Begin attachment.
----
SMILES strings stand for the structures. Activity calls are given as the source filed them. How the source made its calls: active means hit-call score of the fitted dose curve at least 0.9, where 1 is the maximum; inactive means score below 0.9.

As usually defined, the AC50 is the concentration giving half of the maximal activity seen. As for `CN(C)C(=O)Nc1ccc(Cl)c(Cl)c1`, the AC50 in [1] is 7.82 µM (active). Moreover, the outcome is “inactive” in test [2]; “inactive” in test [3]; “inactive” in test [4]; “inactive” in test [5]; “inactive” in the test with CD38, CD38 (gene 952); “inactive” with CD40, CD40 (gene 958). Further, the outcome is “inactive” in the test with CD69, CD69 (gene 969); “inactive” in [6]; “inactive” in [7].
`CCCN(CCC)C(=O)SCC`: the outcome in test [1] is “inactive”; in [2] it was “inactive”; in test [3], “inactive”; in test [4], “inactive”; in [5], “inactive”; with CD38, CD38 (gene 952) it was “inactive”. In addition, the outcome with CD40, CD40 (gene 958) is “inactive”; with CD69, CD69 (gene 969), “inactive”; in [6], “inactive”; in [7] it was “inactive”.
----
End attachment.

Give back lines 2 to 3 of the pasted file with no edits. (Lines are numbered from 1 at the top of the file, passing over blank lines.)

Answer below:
As usually defined, the AC50 is the concentration giving half of the maximal activity seen. As for `CN(C)C(=O)Nc1ccc(Cl)c(Cl)c1`, the AC50 in [1] is 7.82 µM (active). Moreover, the outcome is “inactive” in test [2]; “inactive” in test [3]; “inactive” in test [4]; “inactive” in test [5]; “inactive” in the test with CD38, CD38 (gene 952); “inactive” with CD40, CD40 (gene 958). Further, the outcome is “inactive” in the test with CD69, CD69 (gene 969); “inactive” in [6]; “inactive” in [7].
`CCCN(CCC)C(=O)SCC`: the outcome in test [1] is “inactive”; in [2] it was “inactive”; in test [3], “inactive”; in test [4], “inactive”; in [5], “inactive”; with CD38, CD38 (gene 952) it was “inactive”. In addition, the outcome with CD40, CD40 (gene 958) is “inactive”; with CD69, CD69 (gene 969), “inactive”; in [6], “inactive”; in [7] it was “inactive”.